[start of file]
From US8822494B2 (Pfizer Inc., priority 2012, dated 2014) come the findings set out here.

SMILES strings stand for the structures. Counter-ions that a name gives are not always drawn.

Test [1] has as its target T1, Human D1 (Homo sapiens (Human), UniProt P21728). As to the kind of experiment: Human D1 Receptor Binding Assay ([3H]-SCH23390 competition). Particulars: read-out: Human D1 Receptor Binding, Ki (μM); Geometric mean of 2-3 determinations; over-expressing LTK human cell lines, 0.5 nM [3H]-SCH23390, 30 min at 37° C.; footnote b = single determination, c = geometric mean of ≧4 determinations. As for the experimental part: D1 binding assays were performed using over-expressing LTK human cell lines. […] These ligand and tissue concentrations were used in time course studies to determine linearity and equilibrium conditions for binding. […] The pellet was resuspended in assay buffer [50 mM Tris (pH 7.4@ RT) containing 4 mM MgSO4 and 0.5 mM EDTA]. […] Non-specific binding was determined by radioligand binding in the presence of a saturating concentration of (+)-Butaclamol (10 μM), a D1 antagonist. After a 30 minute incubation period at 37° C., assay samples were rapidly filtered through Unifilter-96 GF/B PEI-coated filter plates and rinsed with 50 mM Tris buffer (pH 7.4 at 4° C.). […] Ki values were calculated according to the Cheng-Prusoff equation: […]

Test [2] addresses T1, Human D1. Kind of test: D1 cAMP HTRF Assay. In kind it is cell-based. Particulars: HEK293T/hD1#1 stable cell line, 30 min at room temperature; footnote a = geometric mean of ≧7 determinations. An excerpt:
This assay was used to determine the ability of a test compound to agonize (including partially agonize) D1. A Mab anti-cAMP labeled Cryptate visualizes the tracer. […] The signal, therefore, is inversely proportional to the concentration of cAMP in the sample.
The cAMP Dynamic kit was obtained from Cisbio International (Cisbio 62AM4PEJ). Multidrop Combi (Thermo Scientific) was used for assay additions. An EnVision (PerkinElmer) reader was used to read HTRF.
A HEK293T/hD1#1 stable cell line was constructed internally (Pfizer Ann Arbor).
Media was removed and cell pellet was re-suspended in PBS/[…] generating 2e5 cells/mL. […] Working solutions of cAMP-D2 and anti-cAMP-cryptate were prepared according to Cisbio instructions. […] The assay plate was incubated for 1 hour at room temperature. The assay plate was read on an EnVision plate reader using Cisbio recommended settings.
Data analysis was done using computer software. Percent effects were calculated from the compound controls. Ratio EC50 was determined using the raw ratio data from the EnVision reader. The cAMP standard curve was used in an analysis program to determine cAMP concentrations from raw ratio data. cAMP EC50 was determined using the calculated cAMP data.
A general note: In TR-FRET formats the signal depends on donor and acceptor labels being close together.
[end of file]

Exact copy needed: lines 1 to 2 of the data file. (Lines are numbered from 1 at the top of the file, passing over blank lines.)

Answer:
From US8822494B2 (Pfizer Inc., priority 2012, dated 2014) come the findings set out here.

SMILES strings stand for the structures. Counter-ions that a name gives are not always drawn.